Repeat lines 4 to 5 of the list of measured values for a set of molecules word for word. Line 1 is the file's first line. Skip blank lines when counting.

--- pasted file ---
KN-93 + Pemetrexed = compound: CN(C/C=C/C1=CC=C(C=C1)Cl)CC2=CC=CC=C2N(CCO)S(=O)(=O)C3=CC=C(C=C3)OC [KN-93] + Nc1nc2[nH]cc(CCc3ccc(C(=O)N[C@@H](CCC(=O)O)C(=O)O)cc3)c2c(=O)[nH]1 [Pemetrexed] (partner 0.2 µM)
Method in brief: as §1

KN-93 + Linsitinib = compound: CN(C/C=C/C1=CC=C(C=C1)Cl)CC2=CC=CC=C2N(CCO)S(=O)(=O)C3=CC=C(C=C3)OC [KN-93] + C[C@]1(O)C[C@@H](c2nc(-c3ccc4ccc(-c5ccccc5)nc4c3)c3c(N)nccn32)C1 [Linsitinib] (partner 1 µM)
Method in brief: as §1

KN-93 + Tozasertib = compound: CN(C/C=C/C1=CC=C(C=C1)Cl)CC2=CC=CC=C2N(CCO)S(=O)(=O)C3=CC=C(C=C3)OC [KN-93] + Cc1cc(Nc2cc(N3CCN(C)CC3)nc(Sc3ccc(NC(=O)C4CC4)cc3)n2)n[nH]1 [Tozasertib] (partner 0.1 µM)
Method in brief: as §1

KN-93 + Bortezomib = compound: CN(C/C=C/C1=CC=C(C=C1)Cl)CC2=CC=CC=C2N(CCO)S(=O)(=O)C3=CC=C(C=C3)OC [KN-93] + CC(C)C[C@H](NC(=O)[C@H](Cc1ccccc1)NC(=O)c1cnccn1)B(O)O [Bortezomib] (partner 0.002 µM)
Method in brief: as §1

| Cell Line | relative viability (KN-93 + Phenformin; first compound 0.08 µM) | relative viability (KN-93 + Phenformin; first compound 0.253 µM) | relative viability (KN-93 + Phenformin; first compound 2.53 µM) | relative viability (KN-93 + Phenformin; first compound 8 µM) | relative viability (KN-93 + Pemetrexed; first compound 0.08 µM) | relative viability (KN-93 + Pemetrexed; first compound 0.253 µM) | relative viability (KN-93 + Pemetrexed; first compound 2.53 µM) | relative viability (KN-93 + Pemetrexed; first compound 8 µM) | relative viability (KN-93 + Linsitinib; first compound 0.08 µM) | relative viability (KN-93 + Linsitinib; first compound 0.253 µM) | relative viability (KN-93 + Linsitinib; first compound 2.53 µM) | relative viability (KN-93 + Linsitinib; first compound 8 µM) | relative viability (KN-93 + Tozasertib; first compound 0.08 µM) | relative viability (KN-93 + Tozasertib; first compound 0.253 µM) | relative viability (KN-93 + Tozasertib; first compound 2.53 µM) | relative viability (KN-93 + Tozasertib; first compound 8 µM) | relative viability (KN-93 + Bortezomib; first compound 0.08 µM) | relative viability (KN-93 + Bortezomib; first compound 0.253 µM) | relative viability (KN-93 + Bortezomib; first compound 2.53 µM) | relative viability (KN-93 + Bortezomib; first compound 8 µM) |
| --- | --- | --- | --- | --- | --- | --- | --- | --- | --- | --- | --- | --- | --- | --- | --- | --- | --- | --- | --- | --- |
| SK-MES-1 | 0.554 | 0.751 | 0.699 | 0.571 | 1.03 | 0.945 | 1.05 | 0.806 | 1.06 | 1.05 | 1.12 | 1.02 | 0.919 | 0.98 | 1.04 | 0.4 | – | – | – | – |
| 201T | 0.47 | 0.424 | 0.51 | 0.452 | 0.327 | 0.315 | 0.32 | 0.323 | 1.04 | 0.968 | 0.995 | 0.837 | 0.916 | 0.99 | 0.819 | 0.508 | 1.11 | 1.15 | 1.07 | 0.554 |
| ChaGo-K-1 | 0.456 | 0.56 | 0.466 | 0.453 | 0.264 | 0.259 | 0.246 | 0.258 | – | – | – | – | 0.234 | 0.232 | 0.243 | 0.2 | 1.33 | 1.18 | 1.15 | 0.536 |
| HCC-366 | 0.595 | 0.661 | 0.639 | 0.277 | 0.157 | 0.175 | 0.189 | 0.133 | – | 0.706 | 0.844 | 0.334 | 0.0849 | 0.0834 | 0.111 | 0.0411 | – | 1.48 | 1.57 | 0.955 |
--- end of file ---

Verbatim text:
Method in brief: as §1

KN-93 + Tozasertib = compound: CN(C/C=C/C1=CC=C(C=C1)Cl)CC2=CC=CC=C2N(CCO)S(=O)(=O)C3=CC=C(C=C3)OC [KN-93] + Cc1cc(Nc2cc(N3CCN(C)CC3)nc(Sc3ccc(NC(=O)C4CC4)cc3)n2)n[nH]1 [Tozasertib] (partner 0.1 µM)